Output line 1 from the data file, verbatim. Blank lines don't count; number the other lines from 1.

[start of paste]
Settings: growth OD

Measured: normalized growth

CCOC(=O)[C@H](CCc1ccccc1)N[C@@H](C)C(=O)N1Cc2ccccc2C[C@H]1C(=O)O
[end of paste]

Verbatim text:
Settings: growth OD